Within These Walls
Within These Walls
by Ania Ahlborn
Within These Walls is a pretty decent horror novel with a nice touch of creepiness to make you see and hear things at night while reading it. Written by author Ania Ahlborn, the book takes place in the state of Washington in a remote house near the beach. A true crime author takes a gamble by moving across the country to this quaint little house in pursuit of a story that will save his career and his marriage. He’s been given the chance of a lifetime, the opportunity to interview an incarcerated cult serial killer who has never been interviewed before. It’s a chance to get the real story, a guaranteed bestseller, and all he has to do is live in the house where the grisly murders took place. What seems like a great opportunity turns into a nightmare.
All in all, the story does a lot of things right. Ania Ahlborn does a good job of making the book creepy and capturing the sinister element of the ghosts and the house they inhabit. The book follows the frayed journey of the true crime author, Lucas Graham, as he drags his young daughter across the country to go live in a house where people were murdered as part of a strange ritual. His marriage has already imploded and his career is dying. This is his last chance to make everything right, and he’s desperate to do whatever it takes. That desperation comes through loud and clear with the characterization in the book. Yet his story is balanced out by his twelve year old daughter Virginia. For her, her life is going down a spiral as divorce is imminent for her parents. Being dragged across the country for the summer means she won’t get to see her friends or the boy she has a crush on. Thinking of the future, everything seems glum and doomed. But those small worries are soon eclipsed by the immediate threat of the house she’s been brought to. Unlike her dad, she believes in ghosts, so when she starts seeing things, she doesn’t deny it. Instead, she pursues it. With Lucas researching the bloody murders and his daughter speaking to the ghosts of the past, it’s a bad combination that makes everything worse.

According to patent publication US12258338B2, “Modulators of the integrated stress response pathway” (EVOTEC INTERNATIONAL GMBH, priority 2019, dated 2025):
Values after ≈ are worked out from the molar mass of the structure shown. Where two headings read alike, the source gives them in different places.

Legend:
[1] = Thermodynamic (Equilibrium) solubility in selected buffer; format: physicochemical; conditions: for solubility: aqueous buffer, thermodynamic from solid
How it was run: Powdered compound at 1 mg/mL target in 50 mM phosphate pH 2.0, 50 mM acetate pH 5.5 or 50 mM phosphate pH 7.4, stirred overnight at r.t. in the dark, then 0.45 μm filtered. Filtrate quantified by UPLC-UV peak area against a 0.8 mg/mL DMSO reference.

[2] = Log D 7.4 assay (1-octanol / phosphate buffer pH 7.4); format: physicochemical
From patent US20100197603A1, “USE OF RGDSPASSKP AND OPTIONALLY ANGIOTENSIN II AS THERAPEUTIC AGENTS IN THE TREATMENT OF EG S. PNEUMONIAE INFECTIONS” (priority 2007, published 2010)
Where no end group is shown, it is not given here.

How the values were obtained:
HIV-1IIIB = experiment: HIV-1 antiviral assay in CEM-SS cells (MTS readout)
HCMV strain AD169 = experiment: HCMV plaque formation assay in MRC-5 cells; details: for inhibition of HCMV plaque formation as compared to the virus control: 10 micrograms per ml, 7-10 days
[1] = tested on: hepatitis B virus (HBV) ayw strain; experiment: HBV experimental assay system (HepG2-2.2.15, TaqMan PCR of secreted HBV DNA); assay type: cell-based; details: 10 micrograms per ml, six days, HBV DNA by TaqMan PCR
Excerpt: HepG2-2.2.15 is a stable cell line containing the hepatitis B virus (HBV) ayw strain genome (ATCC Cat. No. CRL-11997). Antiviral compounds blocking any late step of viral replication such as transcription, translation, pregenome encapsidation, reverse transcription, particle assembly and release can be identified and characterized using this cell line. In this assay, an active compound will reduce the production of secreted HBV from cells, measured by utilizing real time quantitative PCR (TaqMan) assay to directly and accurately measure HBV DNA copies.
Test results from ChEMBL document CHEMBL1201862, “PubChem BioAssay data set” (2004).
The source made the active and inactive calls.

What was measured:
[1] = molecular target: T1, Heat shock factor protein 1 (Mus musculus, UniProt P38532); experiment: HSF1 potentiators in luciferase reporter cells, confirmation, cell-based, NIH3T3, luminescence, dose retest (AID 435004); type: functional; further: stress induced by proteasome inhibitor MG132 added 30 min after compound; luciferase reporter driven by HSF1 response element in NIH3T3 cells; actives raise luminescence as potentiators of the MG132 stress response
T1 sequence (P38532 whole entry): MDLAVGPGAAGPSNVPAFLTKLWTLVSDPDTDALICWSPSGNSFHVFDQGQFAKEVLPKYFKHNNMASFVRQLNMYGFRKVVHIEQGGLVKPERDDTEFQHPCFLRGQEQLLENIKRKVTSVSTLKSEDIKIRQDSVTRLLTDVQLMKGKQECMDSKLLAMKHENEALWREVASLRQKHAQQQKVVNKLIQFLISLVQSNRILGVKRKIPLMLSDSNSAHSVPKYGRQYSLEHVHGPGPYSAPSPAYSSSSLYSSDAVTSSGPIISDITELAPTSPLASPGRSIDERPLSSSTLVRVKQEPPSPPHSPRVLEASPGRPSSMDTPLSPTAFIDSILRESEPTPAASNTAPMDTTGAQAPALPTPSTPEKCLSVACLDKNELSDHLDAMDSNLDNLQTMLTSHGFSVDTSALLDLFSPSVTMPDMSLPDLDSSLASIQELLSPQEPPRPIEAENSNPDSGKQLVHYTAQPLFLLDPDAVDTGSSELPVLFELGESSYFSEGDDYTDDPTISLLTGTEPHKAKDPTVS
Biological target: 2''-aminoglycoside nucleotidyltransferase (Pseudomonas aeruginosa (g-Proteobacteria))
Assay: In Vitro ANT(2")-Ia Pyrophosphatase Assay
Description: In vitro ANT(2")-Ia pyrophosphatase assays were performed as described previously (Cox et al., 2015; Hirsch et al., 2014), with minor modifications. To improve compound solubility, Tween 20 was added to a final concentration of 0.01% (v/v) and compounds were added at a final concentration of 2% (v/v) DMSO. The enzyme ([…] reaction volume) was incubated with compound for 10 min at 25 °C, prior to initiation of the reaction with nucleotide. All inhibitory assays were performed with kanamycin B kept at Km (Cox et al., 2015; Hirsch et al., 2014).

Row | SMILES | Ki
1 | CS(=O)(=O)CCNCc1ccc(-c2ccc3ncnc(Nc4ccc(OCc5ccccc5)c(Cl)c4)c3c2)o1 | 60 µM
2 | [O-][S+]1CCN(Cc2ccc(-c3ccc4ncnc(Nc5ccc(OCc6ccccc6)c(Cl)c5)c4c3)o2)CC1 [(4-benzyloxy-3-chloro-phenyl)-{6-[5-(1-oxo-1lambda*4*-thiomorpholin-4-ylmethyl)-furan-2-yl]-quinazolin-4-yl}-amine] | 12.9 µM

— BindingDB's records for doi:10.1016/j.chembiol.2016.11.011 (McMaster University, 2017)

Running throughout the story, we also get the tale of Audra Snow, one of the victims of the ritual suicide. That storythread adds a great dynamic to the story as we get to find out what really happened. It also establishes a bond for the reader with one of the victims. We get to see what her life was like, how should wound up with this cult, and how it all went wrong. Knowing that these people she wound up with will kill her makes it that much more tragic. You know what will happen and you’re dragged along for the ride. There’s also snippets of letters, news reports, police reports and paranormal investigations that are sprinkled throughout the book to give readers an idea of the history of the house and the events that happened. With all those factors combined, it makes for a neat and creepy story.
It’s not without some flaws, though. I had some trouble with the main character, Lucas, as he has a really bad habit of not talking to people. He’s all these things going on in his head, all these things happening to him, and he keeps most of it bottled up. A lot of the bad things that happened could have been lessened had he just talked to people, including his daughter, rather than keeping quiet on everything. It’s an annoying character trait that kept me from bonding with the character. Toward the end of the book, Lucas and his daughter Virginia also start making some really dumb decisions which is also annoying. There’s a weird contradictory veil that falls over them as they want to do the right thing, but also feel compelled to do the wrong thing, as if the house is influencing their decisions. That hurt both characters as it made them feel weaker. Some of those problems could have been alleviated with stronger characterization. On top of that, there’s some repetition that creeps in two-thirds of the way through the book. It gets a little muddled.
That said, the first half of the book has a good run, and the ending is worthwhile enough to make the book overall a good read. It’s a creepy, uncomfortable tale that delves into the realm of horror that a little too close for comfort at times. While there are ghosts and the supernatural, the book equally highlights the evil that normal people can and do commit. When combined, it makes for some interesting reading material at night. While it’s not a perfect book, it’s still worth checking out if you’re into serial killer type horror books that delve into ghosts and the supernatural. It’s spooky, engrossing, and has some nice twists and turns. I give Within These Walls a four out of five metal bikinis.
Reviewed By: Skuldren for Roqoo Depot.